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Managing The Local Administrator Password - Part 2 - The Solution

Jiri Formacek, a Microsoft Services consultant (based on his LinkedIn profile), has published an excellent local admin password management solution. 

The solution uses Group Policy Client Side Extension (CSE) to set random and unique per computer local administrator password that is changed at a user controlled interval (30 days by default). The password is then stored in a confidential Active Directory (AD) attribute. Permission to retrieve the password is controlled using a security group.

The solution is described in the documentation so I won’t be repeating what’s there. I’ll go over the main points and some stuff that’s not covered in the official documentation.  I recommend reading the documentation.

The solution can be downloaded here:

http://code.msdn.microsoft.com/windowsdesktop/Solution-for-management-of-ae44e789

The documentation can be found here:

http://code.msdn.microsoft.com/windowsdesktop/Solution-for-management-of-ae44e789/file/96116/1/Documentation.zip

Implementation requires AD schema extension in order to create two new attributes and add them to the computer object class.  

The two attributes are:

  • ms-MCS-AdmPwd – stores the password 
  • ms-MCS-AdmPwdExpirationTime – stores the expiration time, password change can be forced by setting the value to “0”



The attributes are marked as confidential so the authenticated users group cannot read the values.
More on confidential attributes here:  http://support.microsoft.com/kb/922836

Access to the attributes is controlled, with a security group. I used two separate groups. One group with read access to the ms-MCS-AdmPwd attribute for retrieving the passwords and the second one with write permission to the ms-MCS-AdmPwdExpirationTime attribute allowing for forcing the reset. In most cases it would be the same group performing both, however I prefer to have an option of separating the tasks. Permission can be granted per OU so you can further subdivide the access. For example based on geographical location.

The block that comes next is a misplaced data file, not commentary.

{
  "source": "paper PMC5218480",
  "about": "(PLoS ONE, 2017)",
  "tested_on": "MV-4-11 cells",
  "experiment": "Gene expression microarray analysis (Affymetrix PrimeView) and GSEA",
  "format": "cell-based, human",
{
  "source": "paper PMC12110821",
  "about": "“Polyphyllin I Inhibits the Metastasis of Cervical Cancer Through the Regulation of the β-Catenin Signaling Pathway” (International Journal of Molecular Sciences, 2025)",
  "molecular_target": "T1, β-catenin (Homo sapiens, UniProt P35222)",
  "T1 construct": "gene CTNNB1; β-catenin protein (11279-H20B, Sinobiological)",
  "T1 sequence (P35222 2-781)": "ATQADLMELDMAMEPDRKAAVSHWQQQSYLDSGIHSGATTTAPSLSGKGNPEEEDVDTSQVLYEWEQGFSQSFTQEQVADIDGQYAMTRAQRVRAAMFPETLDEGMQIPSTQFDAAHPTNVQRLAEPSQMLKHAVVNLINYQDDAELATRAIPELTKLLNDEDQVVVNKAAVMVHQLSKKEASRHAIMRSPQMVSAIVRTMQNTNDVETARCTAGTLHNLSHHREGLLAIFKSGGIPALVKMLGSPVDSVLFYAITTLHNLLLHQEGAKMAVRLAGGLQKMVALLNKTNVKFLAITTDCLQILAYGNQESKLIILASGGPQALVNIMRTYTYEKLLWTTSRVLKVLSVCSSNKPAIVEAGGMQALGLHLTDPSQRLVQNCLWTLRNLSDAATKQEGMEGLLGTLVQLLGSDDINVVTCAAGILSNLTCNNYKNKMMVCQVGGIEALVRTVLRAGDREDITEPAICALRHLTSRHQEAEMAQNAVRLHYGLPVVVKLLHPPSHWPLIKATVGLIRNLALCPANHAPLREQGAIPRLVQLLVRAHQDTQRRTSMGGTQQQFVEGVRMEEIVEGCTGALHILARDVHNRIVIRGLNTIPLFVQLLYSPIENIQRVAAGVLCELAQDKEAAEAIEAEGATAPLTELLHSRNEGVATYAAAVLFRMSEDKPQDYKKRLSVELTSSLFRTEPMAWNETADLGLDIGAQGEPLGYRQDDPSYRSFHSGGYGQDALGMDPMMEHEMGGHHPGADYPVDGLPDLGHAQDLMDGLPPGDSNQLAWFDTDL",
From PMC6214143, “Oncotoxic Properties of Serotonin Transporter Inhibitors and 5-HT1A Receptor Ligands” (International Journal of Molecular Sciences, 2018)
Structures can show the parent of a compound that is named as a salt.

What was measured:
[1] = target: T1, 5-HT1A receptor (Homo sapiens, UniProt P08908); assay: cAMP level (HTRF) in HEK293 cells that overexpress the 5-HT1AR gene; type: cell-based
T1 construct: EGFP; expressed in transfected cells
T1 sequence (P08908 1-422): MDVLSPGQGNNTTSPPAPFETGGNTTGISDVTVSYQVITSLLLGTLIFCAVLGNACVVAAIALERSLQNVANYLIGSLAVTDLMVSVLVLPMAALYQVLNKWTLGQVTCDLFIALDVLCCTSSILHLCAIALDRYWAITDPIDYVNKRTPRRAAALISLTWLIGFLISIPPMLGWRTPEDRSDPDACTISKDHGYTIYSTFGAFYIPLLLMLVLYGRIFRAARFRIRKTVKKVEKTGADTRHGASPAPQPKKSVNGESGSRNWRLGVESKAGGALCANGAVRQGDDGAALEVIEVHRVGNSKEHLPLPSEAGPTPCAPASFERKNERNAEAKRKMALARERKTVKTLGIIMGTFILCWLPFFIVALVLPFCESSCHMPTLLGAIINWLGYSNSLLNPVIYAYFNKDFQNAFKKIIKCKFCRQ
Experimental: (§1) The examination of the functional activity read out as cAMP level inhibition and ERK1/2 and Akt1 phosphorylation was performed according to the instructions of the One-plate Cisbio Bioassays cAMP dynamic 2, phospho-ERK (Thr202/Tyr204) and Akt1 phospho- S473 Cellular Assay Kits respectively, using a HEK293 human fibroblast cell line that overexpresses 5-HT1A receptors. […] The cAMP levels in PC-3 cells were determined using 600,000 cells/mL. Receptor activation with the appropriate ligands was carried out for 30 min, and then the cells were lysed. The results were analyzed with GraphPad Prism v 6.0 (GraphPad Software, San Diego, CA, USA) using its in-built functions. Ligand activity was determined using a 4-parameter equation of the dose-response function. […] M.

The passwords can be retrieved using “AD Users and Computers” and ADSIEDIT consoles. Also, the author provided a GUI tool that can be used to easily retrieve admin passwords. The tool is installed along with the management tools.


The Client Side Extension (CSE) is a DLL file that needs to be deployed to and registered on managed computers. A convenient MSI file is provided. It can be deployed using your standard package management tools such as SCCM, Altiris or Group Policy.

The management tools (Group Policy Template, PowerShell scripts, and the GUI tool) are installed using the same MSI. Only the CSE needs to be installed on the managed computers.


The CSE is configured using the provided GPO template. 


 The documentation states that the default password length is 15 characters, in fact it is 12. We definitely want to use at least 15 characters long password as this prevents Windows from storing passwords using insecure LM Hash. More on LanManager here: 


There are two settings in the template:




The CSE has an event log provider that logs to the Application Log. This is detailed in the documentation. I found it useful to set the logging level to the highest during testing.



Summarizing, I find this solution to meet all requirements. I have tested it on a 2012 AD with Win 7 clients and 2012 member servers as well as 2008R2 AD with Win7 and XP clients. I think this is an excellent solution.

A potential concern one may have is that the passwords are stored in clear text in AD directory partition. However, an attacker would have to obtain a copy of the AD database and extract the passwords offline. 

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